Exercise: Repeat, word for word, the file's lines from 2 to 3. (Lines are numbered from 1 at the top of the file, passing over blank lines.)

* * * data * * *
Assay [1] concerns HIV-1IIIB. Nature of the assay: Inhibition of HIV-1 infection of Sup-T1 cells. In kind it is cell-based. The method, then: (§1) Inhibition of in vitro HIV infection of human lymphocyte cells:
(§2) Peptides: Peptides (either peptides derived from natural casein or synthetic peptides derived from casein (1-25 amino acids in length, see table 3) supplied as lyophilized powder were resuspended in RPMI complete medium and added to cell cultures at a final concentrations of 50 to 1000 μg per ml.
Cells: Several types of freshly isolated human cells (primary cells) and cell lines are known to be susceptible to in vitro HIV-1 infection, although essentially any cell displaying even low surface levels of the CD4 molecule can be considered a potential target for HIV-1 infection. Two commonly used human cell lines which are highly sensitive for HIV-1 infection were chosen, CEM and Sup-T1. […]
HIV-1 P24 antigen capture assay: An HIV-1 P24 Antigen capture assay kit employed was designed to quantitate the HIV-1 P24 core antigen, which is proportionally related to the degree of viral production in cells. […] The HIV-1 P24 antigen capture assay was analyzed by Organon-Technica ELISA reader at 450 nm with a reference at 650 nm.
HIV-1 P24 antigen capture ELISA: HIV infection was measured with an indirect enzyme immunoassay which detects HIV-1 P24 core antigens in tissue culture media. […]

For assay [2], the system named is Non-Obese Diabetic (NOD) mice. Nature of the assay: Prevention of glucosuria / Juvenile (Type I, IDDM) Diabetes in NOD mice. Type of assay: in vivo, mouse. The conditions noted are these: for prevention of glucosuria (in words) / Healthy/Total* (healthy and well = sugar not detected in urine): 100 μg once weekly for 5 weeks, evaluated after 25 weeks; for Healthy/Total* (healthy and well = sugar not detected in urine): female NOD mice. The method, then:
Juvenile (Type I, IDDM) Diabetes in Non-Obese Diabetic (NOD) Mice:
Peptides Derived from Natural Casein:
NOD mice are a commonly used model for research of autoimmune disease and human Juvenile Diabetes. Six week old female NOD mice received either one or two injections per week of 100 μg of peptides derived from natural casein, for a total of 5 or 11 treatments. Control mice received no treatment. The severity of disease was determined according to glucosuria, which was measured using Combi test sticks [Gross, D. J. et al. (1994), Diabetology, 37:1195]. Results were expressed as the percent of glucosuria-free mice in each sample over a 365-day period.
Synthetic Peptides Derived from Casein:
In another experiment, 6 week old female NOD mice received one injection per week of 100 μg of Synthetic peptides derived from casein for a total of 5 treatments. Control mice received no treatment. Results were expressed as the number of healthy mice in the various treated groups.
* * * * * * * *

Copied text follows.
(§2) Peptides: Peptides (either peptides derived from natural casein or synthetic peptides derived from casein (1-25 amino acids in length, see table 3) supplied as lyophilized powder were resuspended in RPMI complete medium and added to cell cultures at a final concentrations of 50 to 1000 μg per ml.
Cells: Several types of freshly isolated human cells (primary cells) and cell lines are known to be susceptible to in vitro HIV-1 infection, although essentially any cell displaying even low surface levels of the CD4 molecule can be considered a potential target for HIV-1 infection. Two commonly used human cell lines which are highly sensitive for HIV-1 infection were chosen, CEM and Sup-T1. […]